Since foreign taxpayers cannot simultaneously enjoy both the itemized deductions and the tax-exempt expatriate allowance, this means that if the current arrangement is not extended, foreign tax residents in China will likely only be eligible to claim itemized deductions (similar as Chinese nationals).
The table below provides an overview of the available itemized deductions:
Because the existing tax-exempt expatriate allowances are seen as more favorable, both in terms of applicable scope of the expense category and the potential amount of available deduction, there can be a profound impact on the disposable income of expatriates after the end of the transition period.
In our next example we have followed the Chinese guideline for itemized deductions, which is far more complex and differs depending on each individual’s current circumstances. In the tax simulation below we consider a single male (foreigner) living and working in Shanghai, who is a tax resident of China. His gross salary is RMB 30,000 per month and he has no dependents. He is renting an apartment, which entitles him to a projected RMB 1,500 deduction.
Should the forthcoming policy changes be implemented as of 2022 this will result in a decrease of total available tax deductions for foreigners. In our example above, the total yearly tax contributions would increase by RMB 18,000 per year. The above calculations merely offer a projection of possible changes and are subject to change depending on the publication of further implementation guidelines on the end of expatriate allowances or an extension of the current preferential IIT tax treatment of tax-exempt allowances.
The recent policy trajectory leads to the plausible assumption that expatriates’ current preferential IIT treatment of tax-exempt allowances across China are likely to end when the current policy as per circular 164 expires on 31 December 2021.
Nevertheless, uncertainties remain regarding the application of the preferential calculation method for annual bonuses and the preferential IIT treatment for expatriates in 2022. In particular, it should be noted that the Chinese authorities will generally announce policies or provide Implementation Guidelines in relation to major pending policy alterations. As of this moment, such further guidance from the Chinese State Administration of Taxation has not yet been provided and based on our experience would still be expected around Q4 of 2021.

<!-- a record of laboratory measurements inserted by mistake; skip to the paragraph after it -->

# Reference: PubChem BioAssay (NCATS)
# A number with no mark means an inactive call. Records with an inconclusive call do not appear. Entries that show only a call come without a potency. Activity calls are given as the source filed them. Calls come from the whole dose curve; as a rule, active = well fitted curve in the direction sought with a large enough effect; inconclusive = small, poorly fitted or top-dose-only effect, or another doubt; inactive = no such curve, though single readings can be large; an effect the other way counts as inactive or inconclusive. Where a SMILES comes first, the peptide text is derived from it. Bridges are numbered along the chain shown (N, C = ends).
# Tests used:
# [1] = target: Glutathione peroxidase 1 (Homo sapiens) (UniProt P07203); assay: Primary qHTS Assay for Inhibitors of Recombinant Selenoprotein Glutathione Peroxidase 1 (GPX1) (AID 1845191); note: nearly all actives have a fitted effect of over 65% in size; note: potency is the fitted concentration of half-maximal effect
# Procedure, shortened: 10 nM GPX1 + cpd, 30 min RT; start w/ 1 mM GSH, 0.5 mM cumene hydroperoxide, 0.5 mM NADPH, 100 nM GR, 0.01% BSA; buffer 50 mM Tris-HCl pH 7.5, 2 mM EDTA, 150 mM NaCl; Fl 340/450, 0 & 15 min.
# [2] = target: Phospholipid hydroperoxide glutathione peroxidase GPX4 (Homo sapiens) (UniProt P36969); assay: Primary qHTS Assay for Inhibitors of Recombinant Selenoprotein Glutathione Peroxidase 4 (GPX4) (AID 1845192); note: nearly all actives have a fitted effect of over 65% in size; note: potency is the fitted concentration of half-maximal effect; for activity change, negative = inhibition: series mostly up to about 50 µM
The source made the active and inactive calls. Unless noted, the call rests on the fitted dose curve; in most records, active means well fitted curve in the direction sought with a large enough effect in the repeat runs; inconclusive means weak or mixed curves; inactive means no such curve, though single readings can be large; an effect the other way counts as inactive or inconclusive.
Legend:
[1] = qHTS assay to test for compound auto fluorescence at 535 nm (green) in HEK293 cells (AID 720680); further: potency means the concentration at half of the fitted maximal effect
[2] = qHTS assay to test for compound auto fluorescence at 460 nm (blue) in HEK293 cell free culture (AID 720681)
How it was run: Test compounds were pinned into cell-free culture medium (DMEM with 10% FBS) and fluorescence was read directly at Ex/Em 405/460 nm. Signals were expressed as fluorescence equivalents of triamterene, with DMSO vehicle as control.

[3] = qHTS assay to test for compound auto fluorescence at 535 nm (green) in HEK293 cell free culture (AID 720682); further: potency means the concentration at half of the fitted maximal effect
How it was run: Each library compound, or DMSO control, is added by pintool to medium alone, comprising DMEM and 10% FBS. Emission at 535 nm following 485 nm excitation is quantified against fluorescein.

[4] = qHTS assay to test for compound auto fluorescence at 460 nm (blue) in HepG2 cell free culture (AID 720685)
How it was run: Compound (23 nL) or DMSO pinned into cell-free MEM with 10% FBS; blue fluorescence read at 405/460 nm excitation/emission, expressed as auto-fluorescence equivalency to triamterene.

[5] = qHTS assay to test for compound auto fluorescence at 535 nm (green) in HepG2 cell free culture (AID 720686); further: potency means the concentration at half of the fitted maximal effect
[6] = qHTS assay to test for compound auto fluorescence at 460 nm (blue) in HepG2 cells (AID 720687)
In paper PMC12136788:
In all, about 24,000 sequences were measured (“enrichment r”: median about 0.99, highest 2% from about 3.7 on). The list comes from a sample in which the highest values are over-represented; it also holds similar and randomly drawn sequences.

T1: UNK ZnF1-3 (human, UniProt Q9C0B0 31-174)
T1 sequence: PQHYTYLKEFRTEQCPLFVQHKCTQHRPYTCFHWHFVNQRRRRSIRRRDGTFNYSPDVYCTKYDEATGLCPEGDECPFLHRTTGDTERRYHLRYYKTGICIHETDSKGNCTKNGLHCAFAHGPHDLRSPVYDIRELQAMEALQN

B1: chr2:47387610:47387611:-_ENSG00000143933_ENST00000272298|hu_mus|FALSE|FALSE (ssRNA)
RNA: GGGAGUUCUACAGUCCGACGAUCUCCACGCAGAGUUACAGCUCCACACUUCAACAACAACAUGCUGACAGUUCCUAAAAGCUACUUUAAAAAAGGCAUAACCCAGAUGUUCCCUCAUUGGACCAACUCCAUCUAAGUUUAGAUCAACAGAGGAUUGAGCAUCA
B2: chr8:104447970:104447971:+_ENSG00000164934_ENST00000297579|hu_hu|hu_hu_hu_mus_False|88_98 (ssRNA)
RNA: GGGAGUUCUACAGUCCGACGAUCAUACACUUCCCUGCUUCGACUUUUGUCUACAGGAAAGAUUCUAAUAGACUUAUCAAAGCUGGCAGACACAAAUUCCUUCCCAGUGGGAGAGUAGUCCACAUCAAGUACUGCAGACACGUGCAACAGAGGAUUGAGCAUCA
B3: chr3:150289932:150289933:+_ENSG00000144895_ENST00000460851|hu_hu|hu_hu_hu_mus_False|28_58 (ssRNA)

Furthermore, the Chinese authorities will generally grant the public the availability to comment on major policy alterations and as such it is encouraged for company’s employing foreign individuals to contact their local in-charge tax officer on these matters.
Despite the uncertainties, both companies and individuals should carefully consider in advance the possible consequences of the forecasted alterations and prepare for 2022, including:
- Remain up to date on policy announcements concerning the cancellation or possible extension of tax-exempt expatriate allowances.
- Review of labor contracts and assessment of legal impact of potential policy alteration.
- Ensure appropriate company budgeting and review company policies regarding the retention of foreign talent.
- Assess the availability and eligibility for existing financial subsidies (incl. preferential policies in areas such as the Greater Bay Area and Lingang New Area in the Shanghai Free Trade Zone) and potential alternatives to provide employee benefits (e.g. Employee Welfare Payments).
At MSA, we will continue to provide you the latest insights into the forecasted Individual Income Tax policy changes. Our team offers support to foreign-invested enterprises throughout Mainland China in all areas of IIT to ensure full compliance from an employer perspective and advises on the structuring of individual employee benefits packages.
If you have any questions about Individual Income Tax in China or the forecasted policy changes to the preferential tax treatment of expatriate allowances, please do not hesitate to contact us.
Disclaimer: all articles and its related content are the property of MSA Consulting Company Limited and may not be reproduced either in part or in full without prior consent.